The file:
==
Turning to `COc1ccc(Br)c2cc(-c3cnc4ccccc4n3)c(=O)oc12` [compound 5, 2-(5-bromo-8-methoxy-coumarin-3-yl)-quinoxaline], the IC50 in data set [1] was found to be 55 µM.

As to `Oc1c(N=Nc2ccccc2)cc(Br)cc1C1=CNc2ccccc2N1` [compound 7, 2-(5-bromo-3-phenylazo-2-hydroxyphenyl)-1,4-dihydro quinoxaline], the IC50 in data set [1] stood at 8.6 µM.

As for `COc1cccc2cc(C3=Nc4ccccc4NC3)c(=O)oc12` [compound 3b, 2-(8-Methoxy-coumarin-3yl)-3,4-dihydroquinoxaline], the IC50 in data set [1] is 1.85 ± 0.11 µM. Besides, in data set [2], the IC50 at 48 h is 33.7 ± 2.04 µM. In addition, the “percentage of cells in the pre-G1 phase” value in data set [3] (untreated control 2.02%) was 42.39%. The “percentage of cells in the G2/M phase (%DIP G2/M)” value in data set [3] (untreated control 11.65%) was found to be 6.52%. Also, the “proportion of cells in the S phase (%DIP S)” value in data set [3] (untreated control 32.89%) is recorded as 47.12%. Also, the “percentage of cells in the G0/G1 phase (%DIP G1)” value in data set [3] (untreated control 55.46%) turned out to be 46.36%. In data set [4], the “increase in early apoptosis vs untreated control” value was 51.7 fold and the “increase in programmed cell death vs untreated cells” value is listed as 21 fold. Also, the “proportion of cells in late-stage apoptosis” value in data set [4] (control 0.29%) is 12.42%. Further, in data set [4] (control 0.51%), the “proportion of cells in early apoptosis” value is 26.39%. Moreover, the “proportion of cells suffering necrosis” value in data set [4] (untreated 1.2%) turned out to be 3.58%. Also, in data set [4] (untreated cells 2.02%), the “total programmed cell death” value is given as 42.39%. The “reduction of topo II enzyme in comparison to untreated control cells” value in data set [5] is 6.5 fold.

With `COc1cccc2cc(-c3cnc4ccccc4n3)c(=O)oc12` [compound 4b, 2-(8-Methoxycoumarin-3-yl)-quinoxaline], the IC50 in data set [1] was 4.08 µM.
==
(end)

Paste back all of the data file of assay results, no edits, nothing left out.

Turning to `COc1ccc(Br)c2cc(-c3cnc4ccccc4n3)c(=O)oc12` [compound 5, 2-(5-bromo-8-methoxy-coumarin-3-yl)-quinoxaline], the IC50 in data set [1] was found to be 55 µM.

As to `Oc1c(N=Nc2ccccc2)cc(Br)cc1C1=CNc2ccccc2N1` [compound 7, 2-(5-bromo-3-phenylazo-2-hydroxyphenyl)-1,4-dihydro quinoxaline], the IC50 in data set [1] stood at 8.6 µM.

As for `COc1cccc2cc(C3=Nc4ccccc4NC3)c(=O)oc12` [compound 3b, 2-(8-Methoxy-coumarin-3yl)-3,4-dihydroquinoxaline], the IC50 in data set [1] is 1.85 ± 0.11 µM. Besides, in data set [2], the IC50 at 48 h is 33.7 ± 2.04 µM. In addition, the “percentage of cells in the pre-G1 phase” value in data set [3] (untreated control 2.02%) was 42.39%. The “percentage of cells in the G2/M phase (%DIP G2/M)” value in data set [3] (untreated control 11.65%) was found to be 6.52%. Also, the “proportion of cells in the S phase (%DIP S)” value in data set [3] (untreated control 32.89%) is recorded as 47.12%. Also, the “percentage of cells in the G0/G1 phase (%DIP G1)” value in data set [3] (untreated control 55.46%) turned out to be 46.36%. In data set [4], the “increase in early apoptosis vs untreated control” value was 51.7 fold and the “increase in programmed cell death vs untreated cells” value is listed as 21 fold. Also, the “proportion of cells in late-stage apoptosis” value in data set [4] (control 0.29%) is 12.42%. Further, in data set [4] (control 0.51%), the “proportion of cells in early apoptosis” value is 26.39%. Moreover, the “proportion of cells suffering necrosis” value in data set [4] (untreated 1.2%) turned out to be 3.58%. Also, in data set [4] (untreated cells 2.02%), the “total programmed cell death” value is given as 42.39%. The “reduction of topo II enzyme in comparison to untreated control cells” value in data set [5] is 6.5 fold.

With `COc1cccc2cc(-c3cnc4ccccc4n3)c(=O)oc12` [compound 4b, 2-(8-Methoxycoumarin-3-yl)-quinoxaline], the IC50 in data set [1] was 4.08 µM.